‘Don’t Ask, Don’t Tell’ Repeal Presents Little Risk, Study Finds


Repealing the 17-year-old law that bans gays and lesbians from serving openly in the military would do little harm to unit cohesion and troop morale, a year-long Defense Department study found.

The report states:

Based on all we saw and heard, our assessment is that, when coupled with the prompt implementation of the recommendations we offer below, the risk of repeal of Don’t Ask, Don’t Tell to overall military effectiveness is low.

The reality is that there are gay men and lesbians already serving in today’s U.S. military, and most Service members recognize this. As stated before, 69% of the force recognizes that they have at some point served in a unit with a co-worker they believed to be gay or lesbian.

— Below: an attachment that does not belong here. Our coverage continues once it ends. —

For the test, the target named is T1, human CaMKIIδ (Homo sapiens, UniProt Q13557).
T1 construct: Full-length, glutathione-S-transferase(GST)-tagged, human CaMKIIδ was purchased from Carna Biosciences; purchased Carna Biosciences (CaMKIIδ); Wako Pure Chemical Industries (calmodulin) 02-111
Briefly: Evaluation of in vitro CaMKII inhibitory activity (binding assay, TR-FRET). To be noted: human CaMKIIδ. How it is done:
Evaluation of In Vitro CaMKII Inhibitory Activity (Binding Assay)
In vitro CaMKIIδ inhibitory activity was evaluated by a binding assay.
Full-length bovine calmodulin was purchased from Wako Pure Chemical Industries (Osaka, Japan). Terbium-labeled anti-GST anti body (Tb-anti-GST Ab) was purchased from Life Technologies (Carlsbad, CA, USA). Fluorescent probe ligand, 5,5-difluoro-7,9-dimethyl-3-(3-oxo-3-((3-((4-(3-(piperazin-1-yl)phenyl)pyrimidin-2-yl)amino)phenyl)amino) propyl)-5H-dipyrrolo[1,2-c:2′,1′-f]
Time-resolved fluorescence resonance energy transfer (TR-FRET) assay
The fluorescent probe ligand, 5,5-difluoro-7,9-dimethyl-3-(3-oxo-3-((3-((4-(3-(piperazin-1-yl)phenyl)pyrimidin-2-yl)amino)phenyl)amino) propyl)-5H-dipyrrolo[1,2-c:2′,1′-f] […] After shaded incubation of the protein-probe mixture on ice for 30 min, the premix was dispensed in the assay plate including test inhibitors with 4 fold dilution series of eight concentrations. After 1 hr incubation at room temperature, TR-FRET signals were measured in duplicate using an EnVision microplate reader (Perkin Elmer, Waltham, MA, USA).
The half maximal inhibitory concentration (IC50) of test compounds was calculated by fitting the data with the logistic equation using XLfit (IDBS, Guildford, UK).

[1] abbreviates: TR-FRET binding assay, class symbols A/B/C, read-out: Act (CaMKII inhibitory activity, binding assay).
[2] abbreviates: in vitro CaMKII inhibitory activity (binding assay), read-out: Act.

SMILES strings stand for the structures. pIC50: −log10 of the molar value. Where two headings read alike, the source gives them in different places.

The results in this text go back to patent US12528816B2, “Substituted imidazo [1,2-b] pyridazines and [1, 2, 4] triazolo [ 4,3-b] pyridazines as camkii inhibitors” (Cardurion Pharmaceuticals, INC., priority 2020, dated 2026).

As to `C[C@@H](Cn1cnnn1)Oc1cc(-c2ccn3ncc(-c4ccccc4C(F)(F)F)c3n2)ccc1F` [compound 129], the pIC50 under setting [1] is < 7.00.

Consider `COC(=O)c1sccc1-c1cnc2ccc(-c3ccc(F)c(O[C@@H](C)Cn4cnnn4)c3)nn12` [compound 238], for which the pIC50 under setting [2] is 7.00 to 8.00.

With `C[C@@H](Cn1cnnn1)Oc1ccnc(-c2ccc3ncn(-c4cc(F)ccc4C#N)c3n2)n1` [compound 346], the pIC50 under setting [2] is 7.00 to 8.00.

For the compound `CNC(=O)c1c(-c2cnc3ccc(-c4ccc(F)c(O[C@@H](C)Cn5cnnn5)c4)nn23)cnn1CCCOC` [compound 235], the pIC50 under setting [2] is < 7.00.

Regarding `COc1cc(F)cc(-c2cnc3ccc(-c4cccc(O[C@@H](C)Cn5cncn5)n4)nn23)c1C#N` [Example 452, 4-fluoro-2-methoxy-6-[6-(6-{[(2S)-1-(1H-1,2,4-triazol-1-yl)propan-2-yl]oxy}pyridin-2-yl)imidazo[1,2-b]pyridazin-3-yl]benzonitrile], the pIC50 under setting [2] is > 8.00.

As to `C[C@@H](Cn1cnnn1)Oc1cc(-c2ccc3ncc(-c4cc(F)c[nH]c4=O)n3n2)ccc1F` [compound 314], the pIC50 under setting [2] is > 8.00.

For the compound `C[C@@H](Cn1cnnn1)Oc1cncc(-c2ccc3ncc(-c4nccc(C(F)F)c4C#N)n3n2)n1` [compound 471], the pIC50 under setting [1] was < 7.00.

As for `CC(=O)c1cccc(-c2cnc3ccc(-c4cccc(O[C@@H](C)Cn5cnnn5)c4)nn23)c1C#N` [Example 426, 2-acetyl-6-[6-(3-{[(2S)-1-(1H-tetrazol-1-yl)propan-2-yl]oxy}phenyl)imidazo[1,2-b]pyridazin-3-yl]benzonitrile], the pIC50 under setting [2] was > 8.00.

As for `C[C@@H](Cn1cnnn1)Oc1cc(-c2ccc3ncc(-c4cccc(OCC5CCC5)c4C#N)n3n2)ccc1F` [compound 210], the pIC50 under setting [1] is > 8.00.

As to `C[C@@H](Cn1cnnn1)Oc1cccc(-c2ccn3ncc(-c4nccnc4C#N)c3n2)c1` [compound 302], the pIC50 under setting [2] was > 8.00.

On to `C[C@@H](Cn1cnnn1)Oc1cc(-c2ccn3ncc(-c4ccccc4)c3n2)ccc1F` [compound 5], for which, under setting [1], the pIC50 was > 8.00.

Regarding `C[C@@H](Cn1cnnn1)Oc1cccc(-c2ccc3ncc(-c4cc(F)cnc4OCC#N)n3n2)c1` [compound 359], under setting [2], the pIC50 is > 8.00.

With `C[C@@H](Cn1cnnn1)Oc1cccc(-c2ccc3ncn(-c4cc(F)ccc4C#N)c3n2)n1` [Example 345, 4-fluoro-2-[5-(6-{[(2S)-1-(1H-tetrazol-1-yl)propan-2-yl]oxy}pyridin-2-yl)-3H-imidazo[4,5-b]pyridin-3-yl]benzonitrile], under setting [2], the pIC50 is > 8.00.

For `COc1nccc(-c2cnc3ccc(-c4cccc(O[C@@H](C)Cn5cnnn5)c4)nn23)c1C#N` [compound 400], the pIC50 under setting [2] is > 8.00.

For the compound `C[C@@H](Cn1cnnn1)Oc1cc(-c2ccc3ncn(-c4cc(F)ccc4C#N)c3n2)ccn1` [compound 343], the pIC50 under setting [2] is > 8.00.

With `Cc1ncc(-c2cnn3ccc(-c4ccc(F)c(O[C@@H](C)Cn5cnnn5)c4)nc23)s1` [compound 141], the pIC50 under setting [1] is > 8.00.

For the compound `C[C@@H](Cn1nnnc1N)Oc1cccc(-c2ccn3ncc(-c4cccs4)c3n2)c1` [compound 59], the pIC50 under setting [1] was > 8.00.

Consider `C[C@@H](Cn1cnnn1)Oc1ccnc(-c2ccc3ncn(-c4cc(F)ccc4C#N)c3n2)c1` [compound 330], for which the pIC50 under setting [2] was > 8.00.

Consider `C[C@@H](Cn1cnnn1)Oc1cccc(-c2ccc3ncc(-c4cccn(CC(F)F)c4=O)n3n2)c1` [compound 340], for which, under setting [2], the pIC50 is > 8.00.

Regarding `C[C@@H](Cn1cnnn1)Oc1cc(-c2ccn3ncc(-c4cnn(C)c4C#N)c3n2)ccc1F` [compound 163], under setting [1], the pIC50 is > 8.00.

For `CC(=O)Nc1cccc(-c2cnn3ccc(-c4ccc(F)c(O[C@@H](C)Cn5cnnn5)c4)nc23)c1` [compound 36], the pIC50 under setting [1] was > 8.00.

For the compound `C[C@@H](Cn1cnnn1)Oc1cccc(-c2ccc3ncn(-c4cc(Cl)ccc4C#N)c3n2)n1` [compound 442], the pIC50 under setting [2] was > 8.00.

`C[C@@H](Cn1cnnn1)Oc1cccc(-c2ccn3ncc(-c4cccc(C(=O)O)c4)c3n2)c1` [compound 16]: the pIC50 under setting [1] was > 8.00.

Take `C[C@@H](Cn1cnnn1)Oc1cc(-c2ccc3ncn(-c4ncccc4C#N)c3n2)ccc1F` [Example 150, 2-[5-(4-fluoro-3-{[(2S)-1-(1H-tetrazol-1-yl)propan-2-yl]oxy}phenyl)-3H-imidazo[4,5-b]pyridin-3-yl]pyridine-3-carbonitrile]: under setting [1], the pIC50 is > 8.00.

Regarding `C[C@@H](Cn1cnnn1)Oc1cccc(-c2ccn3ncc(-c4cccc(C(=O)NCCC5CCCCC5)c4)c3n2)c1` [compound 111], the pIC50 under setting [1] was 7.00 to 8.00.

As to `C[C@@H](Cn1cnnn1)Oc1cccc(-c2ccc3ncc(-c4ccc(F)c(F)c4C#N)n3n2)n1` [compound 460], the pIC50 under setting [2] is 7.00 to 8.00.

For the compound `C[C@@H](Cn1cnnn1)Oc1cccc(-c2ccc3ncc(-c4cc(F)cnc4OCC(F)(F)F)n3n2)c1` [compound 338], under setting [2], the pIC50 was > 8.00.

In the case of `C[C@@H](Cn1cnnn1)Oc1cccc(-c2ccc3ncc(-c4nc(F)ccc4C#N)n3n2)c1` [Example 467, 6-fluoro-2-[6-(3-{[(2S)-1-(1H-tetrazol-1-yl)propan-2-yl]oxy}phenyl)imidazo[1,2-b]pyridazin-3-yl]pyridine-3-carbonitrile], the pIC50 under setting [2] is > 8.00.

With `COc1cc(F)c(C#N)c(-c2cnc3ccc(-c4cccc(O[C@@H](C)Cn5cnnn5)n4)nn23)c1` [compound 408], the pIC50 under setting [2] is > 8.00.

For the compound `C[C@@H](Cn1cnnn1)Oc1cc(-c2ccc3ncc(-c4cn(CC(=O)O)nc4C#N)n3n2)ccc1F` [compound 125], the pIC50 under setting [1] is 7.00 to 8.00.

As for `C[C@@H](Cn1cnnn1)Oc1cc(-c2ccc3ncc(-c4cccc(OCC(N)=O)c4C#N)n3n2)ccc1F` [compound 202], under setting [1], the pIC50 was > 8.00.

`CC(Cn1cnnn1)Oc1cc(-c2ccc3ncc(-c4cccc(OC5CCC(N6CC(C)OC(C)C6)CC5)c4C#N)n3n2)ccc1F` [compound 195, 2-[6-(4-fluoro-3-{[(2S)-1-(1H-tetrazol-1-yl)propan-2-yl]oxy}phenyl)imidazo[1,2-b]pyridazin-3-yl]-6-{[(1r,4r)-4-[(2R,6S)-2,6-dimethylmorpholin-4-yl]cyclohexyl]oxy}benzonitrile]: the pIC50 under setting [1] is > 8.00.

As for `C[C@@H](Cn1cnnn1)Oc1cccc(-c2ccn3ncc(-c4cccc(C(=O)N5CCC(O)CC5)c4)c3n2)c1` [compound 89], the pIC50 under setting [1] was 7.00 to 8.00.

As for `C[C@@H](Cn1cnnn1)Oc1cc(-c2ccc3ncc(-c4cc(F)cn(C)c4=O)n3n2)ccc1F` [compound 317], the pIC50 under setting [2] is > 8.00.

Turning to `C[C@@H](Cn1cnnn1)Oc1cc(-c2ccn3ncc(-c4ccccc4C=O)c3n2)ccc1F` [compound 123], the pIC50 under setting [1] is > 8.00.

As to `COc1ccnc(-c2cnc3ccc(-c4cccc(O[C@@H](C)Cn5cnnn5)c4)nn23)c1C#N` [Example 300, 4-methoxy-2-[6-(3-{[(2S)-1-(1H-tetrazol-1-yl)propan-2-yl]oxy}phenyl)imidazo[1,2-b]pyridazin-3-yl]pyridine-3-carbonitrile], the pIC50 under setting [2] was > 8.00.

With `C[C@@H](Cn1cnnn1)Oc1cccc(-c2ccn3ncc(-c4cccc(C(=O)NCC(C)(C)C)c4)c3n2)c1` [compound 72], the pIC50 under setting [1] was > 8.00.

You can read the report, and some of the initial reaction to its contents, here:

Report of the Comprehensive Review of the Issues Associated with a Repeal of ‘Don’t Ask, Don’t Tell’

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